Mon, Sep 26, 2016 - Page 1 News List

Typhoon Megi prompts sea warning

STORM CHASER:An aircraft will climb to an altitude of about 13km and conduct observations to better predict the typhoon’s path, the Central Weather Bureau said

By Shelley Shan  /  Staff reporter

The Central Weather Bureau was scheduled to issue a sea alert for Typhoon Megi as of press time last night, as the storm gained power on its way toward eastern and southern Taiwan.

By 8pm yesterday, the center of the typhoon was 920km east-southeast of Taiwan proper, moving west-northwest at 16kph, packing winds up to 137kph.

The radius of the storm was 200km, the bureau said.

The sea alert was scheduled to issued at 11:30pm last night. Because of the approaching typhoon, the Maritime and Port Bureau said that several shipping route services would be canceled today, tomorrow and Wednesday.

A majority of the canceled shipping services are in eastern and southern Taiwan, including those between Taitung’s Fugang Fishing Port and Green Island (綠島); between Houbi Lake (後壁湖) in Pingtung County’s Hengchun Peninsula (恆春半島) and Orchid Island (Lanyu, 蘭嶼); and between Donggang (東港) in Pintung County and Siaoliouciou Island (小琉球).

Other canceled services are between Keelung and Matsu, Kaohsiung and Penghu, Taipei and Pingtan in China’s Fujian Province and Matsu’s Nangan (南竿) and Dongyin (東引島) islets.

Based on the bureau’s projected path, Megi is likely to make landfall in the nation’s southeast.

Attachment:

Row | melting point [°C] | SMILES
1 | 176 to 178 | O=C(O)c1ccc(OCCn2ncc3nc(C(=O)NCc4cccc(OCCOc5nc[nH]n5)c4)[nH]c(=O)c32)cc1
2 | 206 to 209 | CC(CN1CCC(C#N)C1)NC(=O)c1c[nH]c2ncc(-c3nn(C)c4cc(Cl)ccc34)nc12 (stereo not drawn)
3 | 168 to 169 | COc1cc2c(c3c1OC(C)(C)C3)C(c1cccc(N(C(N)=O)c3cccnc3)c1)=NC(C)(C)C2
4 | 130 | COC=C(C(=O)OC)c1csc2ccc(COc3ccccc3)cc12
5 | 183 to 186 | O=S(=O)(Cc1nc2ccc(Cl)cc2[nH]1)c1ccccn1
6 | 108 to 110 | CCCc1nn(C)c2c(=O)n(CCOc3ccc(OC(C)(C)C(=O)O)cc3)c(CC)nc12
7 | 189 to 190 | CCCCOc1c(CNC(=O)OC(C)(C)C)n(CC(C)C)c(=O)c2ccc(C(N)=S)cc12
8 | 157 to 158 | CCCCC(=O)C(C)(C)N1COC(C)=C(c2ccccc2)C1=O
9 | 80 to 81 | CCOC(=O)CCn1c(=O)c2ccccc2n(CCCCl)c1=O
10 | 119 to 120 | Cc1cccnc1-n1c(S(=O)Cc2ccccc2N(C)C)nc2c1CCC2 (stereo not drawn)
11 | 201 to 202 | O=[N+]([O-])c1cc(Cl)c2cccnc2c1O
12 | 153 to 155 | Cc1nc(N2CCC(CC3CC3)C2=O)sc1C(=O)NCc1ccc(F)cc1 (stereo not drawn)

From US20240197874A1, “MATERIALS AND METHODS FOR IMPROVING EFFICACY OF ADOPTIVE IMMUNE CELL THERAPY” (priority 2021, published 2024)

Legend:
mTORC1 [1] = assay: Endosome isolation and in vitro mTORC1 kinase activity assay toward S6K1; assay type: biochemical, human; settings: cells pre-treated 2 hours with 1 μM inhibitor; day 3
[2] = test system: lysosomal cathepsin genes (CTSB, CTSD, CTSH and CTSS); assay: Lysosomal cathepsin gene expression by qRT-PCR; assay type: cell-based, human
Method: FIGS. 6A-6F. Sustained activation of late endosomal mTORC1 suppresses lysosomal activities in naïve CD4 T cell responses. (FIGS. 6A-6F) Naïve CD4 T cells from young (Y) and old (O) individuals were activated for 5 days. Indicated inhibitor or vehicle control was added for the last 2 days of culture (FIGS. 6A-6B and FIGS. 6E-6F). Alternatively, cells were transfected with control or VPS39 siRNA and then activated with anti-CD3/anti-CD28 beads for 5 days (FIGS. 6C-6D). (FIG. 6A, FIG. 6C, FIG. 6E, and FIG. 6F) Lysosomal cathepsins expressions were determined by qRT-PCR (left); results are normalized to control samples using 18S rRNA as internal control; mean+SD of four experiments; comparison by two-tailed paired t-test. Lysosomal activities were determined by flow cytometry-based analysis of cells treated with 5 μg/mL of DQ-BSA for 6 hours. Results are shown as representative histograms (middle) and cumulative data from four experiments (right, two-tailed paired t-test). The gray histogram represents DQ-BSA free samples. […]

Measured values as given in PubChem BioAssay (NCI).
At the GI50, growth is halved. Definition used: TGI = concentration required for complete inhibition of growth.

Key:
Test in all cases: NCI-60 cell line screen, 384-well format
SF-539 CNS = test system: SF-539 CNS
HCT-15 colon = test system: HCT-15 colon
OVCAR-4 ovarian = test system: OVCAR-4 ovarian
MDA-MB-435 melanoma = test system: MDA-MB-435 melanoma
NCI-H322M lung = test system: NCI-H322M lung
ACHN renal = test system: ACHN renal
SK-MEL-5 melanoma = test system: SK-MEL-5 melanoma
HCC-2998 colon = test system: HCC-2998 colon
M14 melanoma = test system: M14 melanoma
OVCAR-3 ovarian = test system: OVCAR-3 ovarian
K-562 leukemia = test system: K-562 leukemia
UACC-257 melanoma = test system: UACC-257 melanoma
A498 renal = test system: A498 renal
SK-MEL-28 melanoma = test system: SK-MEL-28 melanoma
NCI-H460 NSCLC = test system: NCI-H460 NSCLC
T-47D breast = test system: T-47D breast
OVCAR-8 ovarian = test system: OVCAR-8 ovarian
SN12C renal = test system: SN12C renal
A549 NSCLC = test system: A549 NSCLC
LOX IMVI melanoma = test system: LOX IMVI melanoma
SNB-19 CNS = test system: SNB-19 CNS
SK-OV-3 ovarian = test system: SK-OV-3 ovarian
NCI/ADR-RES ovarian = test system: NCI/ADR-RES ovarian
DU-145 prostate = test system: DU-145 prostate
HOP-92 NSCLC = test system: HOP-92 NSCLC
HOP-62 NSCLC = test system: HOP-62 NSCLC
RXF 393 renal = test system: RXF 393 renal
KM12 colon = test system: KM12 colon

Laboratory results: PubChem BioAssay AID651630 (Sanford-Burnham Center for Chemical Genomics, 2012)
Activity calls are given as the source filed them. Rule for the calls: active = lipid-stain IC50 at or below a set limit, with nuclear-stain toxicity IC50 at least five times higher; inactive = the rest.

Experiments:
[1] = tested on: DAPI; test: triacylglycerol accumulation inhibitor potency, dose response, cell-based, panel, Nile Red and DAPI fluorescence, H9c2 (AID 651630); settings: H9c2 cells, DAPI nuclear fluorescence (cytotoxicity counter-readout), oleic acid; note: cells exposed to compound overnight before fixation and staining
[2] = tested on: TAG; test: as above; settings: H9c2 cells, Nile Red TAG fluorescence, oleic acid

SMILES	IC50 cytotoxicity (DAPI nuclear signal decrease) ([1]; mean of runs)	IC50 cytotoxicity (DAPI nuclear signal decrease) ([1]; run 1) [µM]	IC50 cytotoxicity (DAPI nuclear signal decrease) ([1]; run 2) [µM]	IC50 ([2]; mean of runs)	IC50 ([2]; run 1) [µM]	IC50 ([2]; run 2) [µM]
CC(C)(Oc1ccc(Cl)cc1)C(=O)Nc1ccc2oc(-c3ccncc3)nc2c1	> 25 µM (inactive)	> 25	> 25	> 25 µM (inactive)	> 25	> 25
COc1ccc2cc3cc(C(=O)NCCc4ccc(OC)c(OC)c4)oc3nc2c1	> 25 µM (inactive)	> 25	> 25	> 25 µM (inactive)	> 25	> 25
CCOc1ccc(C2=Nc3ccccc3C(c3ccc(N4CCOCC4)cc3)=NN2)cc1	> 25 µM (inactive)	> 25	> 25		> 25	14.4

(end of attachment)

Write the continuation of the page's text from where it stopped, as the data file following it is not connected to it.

It is predicted to move across the nation and continue toward China, according to the bureau’s analysis.

To better understand the typhoon’s structure, the bureau said it will today activate the Dropsonde Observation for Typhoon Surveillance near the Taiwan Region project.

The jet used in the project is to climb to an altitude of about 13km and conduct observations in key spots along the path of the typhoon’s movement, the bureau said, adding that the data would be transmitted back to the bureau via satellite.

The bureau said the information collected through the project can reduce the margin of error in its 72-hour forecast for the typhoon’s path by about 6.5 percent.

Megi is a rare example of predictions provided by different weather forecast agencies around the world being consistent with one another, bureau Director-General Cheng Ming-dean (鄭明典) said on Facebook.

Other agencies have made only minor adjustments to their predictions of how the typhoon would move over the next few days, he wrote.

Former bureau director-general Daniel Wu (吳德榮) said it is still too early to say the exact location where the typhoon would make landfall.

Wu said the interaction between the typhoon and Taiwan’s terrain would also skew the typhoon’s path before its eye makes landfall, making its movement difficult to predict.

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